Today (Dec. 17) is International Day to End Violence Against Sex Workers. In honor of this day I'd like to share some excerpts from a couple of interviews with Mirha-Soleil Ross, a vegan, transsexual and sex worker justice advocate, regarding her seven-part monologue, Yapping Out Loud: Contagious Thoughts from an Unrepentant Whore. In Yapping Out Loud, Ross addresses "anti-prostitution discourses and campaigns, detailing the way they impact, often tragically on prostitutes' working conditions and lives." In the following excerpts Ross confronts the anti-sex worker discourse in relation to nonhuman animal advocacy. (Read more...)
sex & gender
Right after I drafted my response to the attack on transsexual men in pattrice jones' Aftershock, I came across a blog post perpetuating the same vegetarian-ecofeminist cissexism and transphobia.
Lagusta Yearwood posted about the boycott of Feministing, expressing doubt about the site's transphobia:
Claims of extreme transphobia and hostility toward trans women on the site: I can't claim to have read all of the long long long threads that the pages I've seen link to (and if you have specific examples of the perceived horrible treatment of trans women on the site, I'd like to see them), but man oh man! Trans issues are complex for a lot of cisgender people, myself included, and I appreciate Feministing's attempt to work through the more nuanced and complicated aspects in an inclusive way. Also, it seems that most of the problems people are having take place in the comments, and it seems ridiculous to blame the site for that.
Yearwood's doubts cannot be assessed without considering the cissexism and transphobia of fundamentalist "radical feminists" (radfems) in propagating a discourse that perpetuates anti-transsexual repression/oppression. This includes Yearwood's own active participation in perpetuating this hateful discourse about our bodies and lives. (Read more...)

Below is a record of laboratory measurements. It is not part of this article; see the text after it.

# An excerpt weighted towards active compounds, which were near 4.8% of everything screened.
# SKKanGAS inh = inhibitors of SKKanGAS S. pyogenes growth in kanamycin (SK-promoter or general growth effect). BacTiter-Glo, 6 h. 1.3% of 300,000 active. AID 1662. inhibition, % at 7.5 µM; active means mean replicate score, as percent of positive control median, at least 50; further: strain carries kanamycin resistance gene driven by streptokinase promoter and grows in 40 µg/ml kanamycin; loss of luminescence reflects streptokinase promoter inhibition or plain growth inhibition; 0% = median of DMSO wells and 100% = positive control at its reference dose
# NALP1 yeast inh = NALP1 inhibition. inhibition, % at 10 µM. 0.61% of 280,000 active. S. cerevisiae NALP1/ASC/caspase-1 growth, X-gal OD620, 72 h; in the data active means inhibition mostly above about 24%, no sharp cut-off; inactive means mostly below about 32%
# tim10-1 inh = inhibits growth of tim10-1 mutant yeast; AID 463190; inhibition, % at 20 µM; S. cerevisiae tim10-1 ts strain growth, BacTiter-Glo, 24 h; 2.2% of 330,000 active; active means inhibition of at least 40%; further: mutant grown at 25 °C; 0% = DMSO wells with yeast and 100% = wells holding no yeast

Following up on how cissexuals dominate and exploit transsexuals' bodies and lives, in her book Aftershock, pattrice jones furthers the vegetarian-ecofeminist cissexist and tranphobic attacks by claiming, "Nowadays, more and more young women – having learned what happens to young girls in today's world – are literally turning themselves into men to protect themselves from violence." Following up in the notes section of her book, jones goes on to say, "Once very rare, female-to-male sex changes have become so common that there's a slang term for those who have gone through the process: FTM."
Yes, violence against women exists and is a persistent problem in our society. But transsexual men do not get sex changes to avoid violence against women any more than trans women transition so that we can experience violence against women. What's disturbing is that in a book that purports to be "Confronting Trauma in a Violent World, a Guide for Activists and Their Allies," jones is in fact perpetuating the cissexism and transphobia that is a significant source of trauma in the lives of many transsexuals. (Read more...)
Cissexuals often opine about what they believe is the reason why transsexuals seek trans-related health care, such as hormones and surgery. This includes speculating about what are the social, political and/or cultural ramifications of our accessing this care. Too often our bodies and lives are seen as a threat to preconceived, cissexual assumptions about the world. As such, cissexism predominates these presumptions about us, and is backed up by a pervasive transphobic system of discrimination, exclusion and violence that oppresses us as a group of people.